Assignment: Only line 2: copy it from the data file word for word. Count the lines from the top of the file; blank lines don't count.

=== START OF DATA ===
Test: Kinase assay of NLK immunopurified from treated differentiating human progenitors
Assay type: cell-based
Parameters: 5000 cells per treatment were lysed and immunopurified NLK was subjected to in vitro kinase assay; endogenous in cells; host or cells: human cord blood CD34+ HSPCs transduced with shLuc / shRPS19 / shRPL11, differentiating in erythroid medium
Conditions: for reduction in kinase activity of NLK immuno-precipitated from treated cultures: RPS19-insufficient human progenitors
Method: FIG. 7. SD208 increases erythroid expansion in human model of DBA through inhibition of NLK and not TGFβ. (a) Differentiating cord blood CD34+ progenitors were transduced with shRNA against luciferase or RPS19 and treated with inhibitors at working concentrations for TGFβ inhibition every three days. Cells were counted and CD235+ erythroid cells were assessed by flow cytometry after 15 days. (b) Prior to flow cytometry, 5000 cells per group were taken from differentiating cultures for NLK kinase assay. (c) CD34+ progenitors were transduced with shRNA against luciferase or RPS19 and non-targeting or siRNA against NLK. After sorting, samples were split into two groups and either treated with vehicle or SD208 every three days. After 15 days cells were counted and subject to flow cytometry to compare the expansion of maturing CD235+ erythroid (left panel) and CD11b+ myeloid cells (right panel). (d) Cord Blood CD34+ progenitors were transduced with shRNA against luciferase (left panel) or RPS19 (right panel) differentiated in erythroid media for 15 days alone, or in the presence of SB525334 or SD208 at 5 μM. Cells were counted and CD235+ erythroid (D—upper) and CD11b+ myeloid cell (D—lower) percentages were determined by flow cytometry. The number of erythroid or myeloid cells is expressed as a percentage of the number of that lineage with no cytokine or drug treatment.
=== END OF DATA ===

Assay type: cell-based